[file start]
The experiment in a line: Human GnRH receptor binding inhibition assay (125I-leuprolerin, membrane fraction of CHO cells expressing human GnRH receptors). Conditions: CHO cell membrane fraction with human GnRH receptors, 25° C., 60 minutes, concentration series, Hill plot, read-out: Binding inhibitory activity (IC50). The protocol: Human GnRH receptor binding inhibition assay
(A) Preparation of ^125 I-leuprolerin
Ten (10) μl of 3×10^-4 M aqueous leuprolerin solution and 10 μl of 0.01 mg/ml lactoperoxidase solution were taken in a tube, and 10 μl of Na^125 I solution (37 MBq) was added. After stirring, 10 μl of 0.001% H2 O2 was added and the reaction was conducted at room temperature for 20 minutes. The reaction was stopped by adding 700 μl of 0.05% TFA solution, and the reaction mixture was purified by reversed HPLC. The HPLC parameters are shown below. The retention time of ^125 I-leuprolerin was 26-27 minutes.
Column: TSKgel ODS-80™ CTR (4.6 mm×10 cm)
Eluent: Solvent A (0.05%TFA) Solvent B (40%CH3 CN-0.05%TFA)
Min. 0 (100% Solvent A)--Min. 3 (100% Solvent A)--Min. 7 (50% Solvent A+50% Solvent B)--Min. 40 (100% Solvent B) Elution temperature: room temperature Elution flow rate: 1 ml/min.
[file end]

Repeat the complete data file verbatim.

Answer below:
The experiment in a line: Human GnRH receptor binding inhibition assay (125I-leuprolerin, membrane fraction of CHO cells expressing human GnRH receptors). Conditions: CHO cell membrane fraction with human GnRH receptors, 25° C., 60 minutes, concentration series, Hill plot, read-out: Binding inhibitory activity (IC50). The protocol: Human GnRH receptor binding inhibition assay
(A) Preparation of ^125 I-leuprolerin
Ten (10) μl of 3×10^-4 M aqueous leuprolerin solution and 10 μl of 0.01 mg/ml lactoperoxidase solution were taken in a tube, and 10 μl of Na^125 I solution (37 MBq) was added. After stirring, 10 μl of 0.001% H2 O2 was added and the reaction was conducted at room temperature for 20 minutes. The reaction was stopped by adding 700 μl of 0.05% TFA solution, and the reaction mixture was purified by reversed HPLC. The HPLC parameters are shown below. The retention time of ^125 I-leuprolerin was 26-27 minutes.
Column: TSKgel ODS-80™ CTR (4.6 mm×10 cm)
Eluent: Solvent A (0.05%TFA) Solvent B (40%CH3 CN-0.05%TFA)
Min. 0 (100% Solvent A)--Min. 3 (100% Solvent A)--Min. 7 (50% Solvent A+50% Solvent B)--Min. 40 (100% Solvent B) Elution temperature: room temperature Elution flow rate: 1 ml/min.